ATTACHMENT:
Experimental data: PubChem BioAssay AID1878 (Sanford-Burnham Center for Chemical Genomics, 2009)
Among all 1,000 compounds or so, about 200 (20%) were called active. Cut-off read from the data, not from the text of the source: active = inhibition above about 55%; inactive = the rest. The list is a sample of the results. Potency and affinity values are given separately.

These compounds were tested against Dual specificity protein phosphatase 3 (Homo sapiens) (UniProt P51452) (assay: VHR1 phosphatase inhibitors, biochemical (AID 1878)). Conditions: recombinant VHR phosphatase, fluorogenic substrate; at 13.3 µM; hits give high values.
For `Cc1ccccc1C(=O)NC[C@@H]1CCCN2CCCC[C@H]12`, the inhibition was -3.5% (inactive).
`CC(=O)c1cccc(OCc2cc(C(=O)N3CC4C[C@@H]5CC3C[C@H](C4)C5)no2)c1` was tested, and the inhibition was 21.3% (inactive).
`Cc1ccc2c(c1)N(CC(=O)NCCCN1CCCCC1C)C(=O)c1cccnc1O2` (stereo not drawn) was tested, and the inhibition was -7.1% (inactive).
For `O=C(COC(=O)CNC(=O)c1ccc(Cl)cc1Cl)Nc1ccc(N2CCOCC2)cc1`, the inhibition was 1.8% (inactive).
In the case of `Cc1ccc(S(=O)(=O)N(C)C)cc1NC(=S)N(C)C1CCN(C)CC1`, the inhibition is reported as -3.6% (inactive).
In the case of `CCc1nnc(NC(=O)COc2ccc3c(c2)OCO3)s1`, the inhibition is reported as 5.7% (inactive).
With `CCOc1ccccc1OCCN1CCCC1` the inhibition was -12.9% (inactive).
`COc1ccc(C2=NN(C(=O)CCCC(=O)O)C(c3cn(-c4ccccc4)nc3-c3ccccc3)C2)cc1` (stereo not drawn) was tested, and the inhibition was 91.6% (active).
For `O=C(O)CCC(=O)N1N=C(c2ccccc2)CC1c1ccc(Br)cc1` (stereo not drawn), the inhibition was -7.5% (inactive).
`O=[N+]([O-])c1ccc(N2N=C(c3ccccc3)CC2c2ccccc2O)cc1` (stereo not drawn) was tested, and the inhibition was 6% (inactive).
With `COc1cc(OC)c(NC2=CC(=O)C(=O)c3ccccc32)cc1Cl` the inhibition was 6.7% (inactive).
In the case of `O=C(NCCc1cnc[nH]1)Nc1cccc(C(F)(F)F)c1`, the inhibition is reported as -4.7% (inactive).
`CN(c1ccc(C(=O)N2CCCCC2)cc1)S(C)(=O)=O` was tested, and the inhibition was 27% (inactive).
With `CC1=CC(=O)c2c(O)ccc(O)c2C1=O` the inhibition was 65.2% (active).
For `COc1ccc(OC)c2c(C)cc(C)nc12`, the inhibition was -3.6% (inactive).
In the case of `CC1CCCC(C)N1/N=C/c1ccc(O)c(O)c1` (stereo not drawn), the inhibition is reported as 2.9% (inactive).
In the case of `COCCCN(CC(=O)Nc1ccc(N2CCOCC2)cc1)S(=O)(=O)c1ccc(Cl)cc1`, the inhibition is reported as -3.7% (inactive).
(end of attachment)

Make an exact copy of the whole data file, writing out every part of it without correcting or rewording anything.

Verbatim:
Experimental data: PubChem BioAssay AID1878 (Sanford-Burnham Center for Chemical Genomics, 2009)
Among all 1,000 compounds or so, about 200 (20%) were called active. Cut-off read from the data, not from the text of the source: active = inhibition above about 55%; inactive = the rest. The list is a sample of the results. Potency and affinity values are given separately.

These compounds were tested against Dual specificity protein phosphatase 3 (Homo sapiens) (UniProt P51452) (assay: VHR1 phosphatase inhibitors, biochemical (AID 1878)). Conditions: recombinant VHR phosphatase, fluorogenic substrate; at 13.3 µM; hits give high values.
For `Cc1ccccc1C(=O)NC[C@@H]1CCCN2CCCC[C@H]12`, the inhibition was -3.5% (inactive).
`CC(=O)c1cccc(OCc2cc(C(=O)N3CC4C[C@@H]5CC3C[C@H](C4)C5)no2)c1` was tested, and the inhibition was 21.3% (inactive).
`Cc1ccc2c(c1)N(CC(=O)NCCCN1CCCCC1C)C(=O)c1cccnc1O2` (stereo not drawn) was tested, and the inhibition was -7.1% (inactive).
For `O=C(COC(=O)CNC(=O)c1ccc(Cl)cc1Cl)Nc1ccc(N2CCOCC2)cc1`, the inhibition was 1.8% (inactive).
In the case of `Cc1ccc(S(=O)(=O)N(C)C)cc1NC(=S)N(C)C1CCN(C)CC1`, the inhibition is reported as -3.6% (inactive).
In the case of `CCc1nnc(NC(=O)COc2ccc3c(c2)OCO3)s1`, the inhibition is reported as 5.7% (inactive).
With `CCOc1ccccc1OCCN1CCCC1` the inhibition was -12.9% (inactive).
`COc1ccc(C2=NN(C(=O)CCCC(=O)O)C(c3cn(-c4ccccc4)nc3-c3ccccc3)C2)cc1` (stereo not drawn) was tested, and the inhibition was 91.6% (active).
For `O=C(O)CCC(=O)N1N=C(c2ccccc2)CC1c1ccc(Br)cc1` (stereo not drawn), the inhibition was -7.5% (inactive).
`O=[N+]([O-])c1ccc(N2N=C(c3ccccc3)CC2c2ccccc2O)cc1` (stereo not drawn) was tested, and the inhibition was 6% (inactive).
With `COc1cc(OC)c(NC2=CC(=O)C(=O)c3ccccc32)cc1Cl` the inhibition was 6.7% (inactive).
In the case of `O=C(NCCc1cnc[nH]1)Nc1cccc(C(F)(F)F)c1`, the inhibition is reported as -4.7% (inactive).
`CN(c1ccc(C(=O)N2CCCCC2)cc1)S(C)(=O)=O` was tested, and the inhibition was 27% (inactive).
With `CC1=CC(=O)c2c(O)ccc(O)c2C1=O` the inhibition was 65.2% (active).
For `COc1ccc(OC)c2c(C)cc(C)nc12`, the inhibition was -3.6% (inactive).
In the case of `CC1CCCC(C)N1/N=C/c1ccc(O)c(O)c1` (stereo not drawn), the inhibition is reported as 2.9% (inactive).
In the case of `COCCCN(CC(=O)Nc1ccc(N2CCOCC2)cc1)S(=O)(=O)c1ccc(Cl)cc1`, the inhibition is reported as -3.7% (inactive).